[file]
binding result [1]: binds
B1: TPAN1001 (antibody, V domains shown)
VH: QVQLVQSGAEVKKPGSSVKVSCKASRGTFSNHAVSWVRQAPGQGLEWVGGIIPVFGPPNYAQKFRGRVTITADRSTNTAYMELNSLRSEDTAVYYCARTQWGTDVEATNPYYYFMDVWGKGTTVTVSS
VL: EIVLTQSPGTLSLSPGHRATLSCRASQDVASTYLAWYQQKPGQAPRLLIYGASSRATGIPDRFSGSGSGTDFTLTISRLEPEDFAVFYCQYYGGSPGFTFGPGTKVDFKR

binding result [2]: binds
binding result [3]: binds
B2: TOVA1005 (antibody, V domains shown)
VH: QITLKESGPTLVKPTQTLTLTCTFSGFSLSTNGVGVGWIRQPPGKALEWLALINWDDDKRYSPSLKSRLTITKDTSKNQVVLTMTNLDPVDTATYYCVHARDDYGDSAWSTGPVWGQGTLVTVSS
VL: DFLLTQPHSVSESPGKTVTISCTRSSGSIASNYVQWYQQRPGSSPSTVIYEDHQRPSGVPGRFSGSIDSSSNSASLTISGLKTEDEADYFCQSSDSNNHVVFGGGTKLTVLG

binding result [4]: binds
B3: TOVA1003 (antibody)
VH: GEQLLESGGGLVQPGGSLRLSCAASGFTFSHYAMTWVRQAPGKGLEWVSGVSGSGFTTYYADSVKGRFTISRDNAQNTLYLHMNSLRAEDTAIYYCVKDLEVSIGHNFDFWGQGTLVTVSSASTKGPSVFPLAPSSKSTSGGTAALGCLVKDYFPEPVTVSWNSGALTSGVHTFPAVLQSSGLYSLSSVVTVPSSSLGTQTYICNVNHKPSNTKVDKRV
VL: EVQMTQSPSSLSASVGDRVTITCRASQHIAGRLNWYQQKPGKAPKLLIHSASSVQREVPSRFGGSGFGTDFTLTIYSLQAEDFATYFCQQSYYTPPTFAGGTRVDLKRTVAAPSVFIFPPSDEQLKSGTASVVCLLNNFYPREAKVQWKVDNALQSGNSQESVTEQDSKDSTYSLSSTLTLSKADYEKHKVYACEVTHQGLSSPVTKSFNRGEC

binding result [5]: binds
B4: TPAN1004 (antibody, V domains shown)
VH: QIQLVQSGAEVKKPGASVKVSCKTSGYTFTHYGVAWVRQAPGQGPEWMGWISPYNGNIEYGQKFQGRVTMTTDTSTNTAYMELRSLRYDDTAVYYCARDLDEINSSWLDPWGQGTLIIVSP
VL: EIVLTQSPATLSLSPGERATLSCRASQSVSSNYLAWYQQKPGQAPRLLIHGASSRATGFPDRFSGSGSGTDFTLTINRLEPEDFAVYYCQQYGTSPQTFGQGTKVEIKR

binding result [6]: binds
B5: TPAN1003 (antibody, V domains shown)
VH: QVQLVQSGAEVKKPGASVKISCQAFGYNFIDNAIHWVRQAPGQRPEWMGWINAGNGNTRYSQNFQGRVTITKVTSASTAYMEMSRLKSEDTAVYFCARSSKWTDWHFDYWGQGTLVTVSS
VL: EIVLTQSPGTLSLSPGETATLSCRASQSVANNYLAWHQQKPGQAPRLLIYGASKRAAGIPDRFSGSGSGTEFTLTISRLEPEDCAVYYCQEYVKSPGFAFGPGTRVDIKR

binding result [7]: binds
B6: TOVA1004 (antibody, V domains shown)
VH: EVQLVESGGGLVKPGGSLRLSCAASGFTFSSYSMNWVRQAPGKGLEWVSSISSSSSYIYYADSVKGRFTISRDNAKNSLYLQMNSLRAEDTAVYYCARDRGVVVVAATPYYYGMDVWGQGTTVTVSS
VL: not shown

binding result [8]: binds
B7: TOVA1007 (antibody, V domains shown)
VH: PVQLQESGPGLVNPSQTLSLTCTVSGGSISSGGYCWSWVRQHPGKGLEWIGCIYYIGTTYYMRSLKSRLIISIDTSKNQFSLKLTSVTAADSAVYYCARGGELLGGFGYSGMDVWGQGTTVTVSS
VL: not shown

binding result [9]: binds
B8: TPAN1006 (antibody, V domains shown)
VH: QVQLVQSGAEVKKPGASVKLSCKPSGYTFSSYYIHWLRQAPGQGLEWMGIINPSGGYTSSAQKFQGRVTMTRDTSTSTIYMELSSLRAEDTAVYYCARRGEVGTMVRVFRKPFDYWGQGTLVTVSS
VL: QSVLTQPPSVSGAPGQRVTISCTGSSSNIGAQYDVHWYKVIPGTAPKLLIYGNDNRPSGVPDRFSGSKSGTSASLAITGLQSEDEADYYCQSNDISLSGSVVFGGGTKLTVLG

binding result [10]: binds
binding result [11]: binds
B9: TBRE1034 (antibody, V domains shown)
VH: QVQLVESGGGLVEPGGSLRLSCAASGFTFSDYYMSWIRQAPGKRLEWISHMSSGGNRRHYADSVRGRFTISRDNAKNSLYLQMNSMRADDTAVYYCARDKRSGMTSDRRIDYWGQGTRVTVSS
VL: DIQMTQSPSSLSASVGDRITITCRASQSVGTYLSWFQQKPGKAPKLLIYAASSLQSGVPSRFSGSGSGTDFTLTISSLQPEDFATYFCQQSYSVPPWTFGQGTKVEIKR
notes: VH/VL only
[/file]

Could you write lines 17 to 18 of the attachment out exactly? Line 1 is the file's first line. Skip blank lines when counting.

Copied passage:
VL: EIVLTQSPATLSLSPGERATLSCRASQSVSSNYLAWYQQKPGQAPRLLIHGASSRATGFPDRFSGSGSGTDFTLTINRLEPEDFAVYYCQQYGTSPQTFGQGTKVEIKR

binding result [6]: binds